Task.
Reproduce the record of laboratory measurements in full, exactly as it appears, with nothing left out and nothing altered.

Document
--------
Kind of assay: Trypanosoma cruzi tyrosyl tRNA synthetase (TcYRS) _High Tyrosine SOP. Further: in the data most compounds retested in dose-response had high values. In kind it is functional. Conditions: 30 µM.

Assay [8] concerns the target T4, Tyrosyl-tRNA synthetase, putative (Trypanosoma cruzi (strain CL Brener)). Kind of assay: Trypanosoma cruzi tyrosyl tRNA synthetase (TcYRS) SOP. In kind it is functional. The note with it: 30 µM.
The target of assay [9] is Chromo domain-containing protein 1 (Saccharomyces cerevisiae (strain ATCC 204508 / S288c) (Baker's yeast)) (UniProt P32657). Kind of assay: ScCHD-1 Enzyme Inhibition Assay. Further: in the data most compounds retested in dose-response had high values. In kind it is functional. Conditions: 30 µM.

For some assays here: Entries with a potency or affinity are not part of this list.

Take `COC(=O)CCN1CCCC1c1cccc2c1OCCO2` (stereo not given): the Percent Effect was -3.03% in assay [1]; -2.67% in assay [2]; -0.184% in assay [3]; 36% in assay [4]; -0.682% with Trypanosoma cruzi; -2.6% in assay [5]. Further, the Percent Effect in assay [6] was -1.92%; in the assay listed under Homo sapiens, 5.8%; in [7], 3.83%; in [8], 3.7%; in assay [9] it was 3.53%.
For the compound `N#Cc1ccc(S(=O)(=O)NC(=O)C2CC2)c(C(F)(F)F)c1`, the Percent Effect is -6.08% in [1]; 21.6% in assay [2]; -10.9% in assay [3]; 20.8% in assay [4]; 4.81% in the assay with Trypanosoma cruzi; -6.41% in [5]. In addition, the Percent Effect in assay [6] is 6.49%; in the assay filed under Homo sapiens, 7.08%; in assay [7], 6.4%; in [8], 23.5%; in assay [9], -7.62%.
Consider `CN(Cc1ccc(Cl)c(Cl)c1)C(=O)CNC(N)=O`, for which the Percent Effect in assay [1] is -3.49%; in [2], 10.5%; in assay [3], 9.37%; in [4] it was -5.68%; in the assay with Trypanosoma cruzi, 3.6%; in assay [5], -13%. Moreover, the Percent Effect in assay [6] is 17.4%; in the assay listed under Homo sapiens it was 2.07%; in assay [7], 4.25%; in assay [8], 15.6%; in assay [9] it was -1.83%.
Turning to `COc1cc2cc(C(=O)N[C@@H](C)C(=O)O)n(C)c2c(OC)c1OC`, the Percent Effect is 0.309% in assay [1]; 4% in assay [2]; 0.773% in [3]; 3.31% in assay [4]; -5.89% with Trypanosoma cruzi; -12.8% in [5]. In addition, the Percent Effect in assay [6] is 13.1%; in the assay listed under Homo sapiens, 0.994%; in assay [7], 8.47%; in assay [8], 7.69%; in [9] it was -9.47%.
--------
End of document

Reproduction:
Kind of assay: Trypanosoma cruzi tyrosyl tRNA synthetase (TcYRS) _High Tyrosine SOP. Further: in the data most compounds retested in dose-response had high values. In kind it is functional. Conditions: 30 µM.

Assay [8] concerns the target T4, Tyrosyl-tRNA synthetase, putative (Trypanosoma cruzi (strain CL Brener)). Kind of assay: Trypanosoma cruzi tyrosyl tRNA synthetase (TcYRS) SOP. In kind it is functional. The note with it: 30 µM.
The target of assay [9] is Chromo domain-containing protein 1 (Saccharomyces cerevisiae (strain ATCC 204508 / S288c) (Baker's yeast)) (UniProt P32657). Kind of assay: ScCHD-1 Enzyme Inhibition Assay. Further: in the data most compounds retested in dose-response had high values. In kind it is functional. Conditions: 30 µM.

For some assays here: Entries with a potency or affinity are not part of this list.

Take `COC(=O)CCN1CCCC1c1cccc2c1OCCO2` (stereo not given): the Percent Effect was -3.03% in assay [1]; -2.67% in assay [2]; -0.184% in assay [3]; 36% in assay [4]; -0.682% with Trypanosoma cruzi; -2.6% in assay [5]. Further, the Percent Effect in assay [6] was -1.92%; in the assay listed under Homo sapiens, 5.8%; in [7], 3.83%; in [8], 3.7%; in assay [9] it was 3.53%.
For the compound `N#Cc1ccc(S(=O)(=O)NC(=O)C2CC2)c(C(F)(F)F)c1`, the Percent Effect is -6.08% in [1]; 21.6% in assay [2]; -10.9% in assay [3]; 20.8% in assay [4]; 4.81% in the assay with Trypanosoma cruzi; -6.41% in [5]. In addition, the Percent Effect in assay [6] is 6.49%; in the assay filed under Homo sapiens, 7.08%; in assay [7], 6.4%; in [8], 23.5%; in assay [9], -7.62%.
Consider `CN(Cc1ccc(Cl)c(Cl)c1)C(=O)CNC(N)=O`, for which the Percent Effect in assay [1] is -3.49%; in [2], 10.5%; in assay [3], 9.37%; in [4] it was -5.68%; in the assay with Trypanosoma cruzi, 3.6%; in assay [5], -13%. Moreover, the Percent Effect in assay [6] is 17.4%; in the assay listed under Homo sapiens it was 2.07%; in assay [7], 4.25%; in assay [8], 15.6%; in assay [9] it was -1.83%.
Turning to `COc1cc2cc(C(=O)N[C@@H](C)C(=O)O)n(C)c2c(OC)c1OC`, the Percent Effect is 0.309% in assay [1]; 4% in assay [2]; 0.773% in [3]; 3.31% in assay [4]; -5.89% with Trypanosoma cruzi; -12.8% in [5]. In addition, the Percent Effect in assay [6] is 13.1%; in the assay listed under Homo sapiens, 0.994%; in assay [7], 8.47%; in assay [8], 7.69%; in [9] it was -9.47%.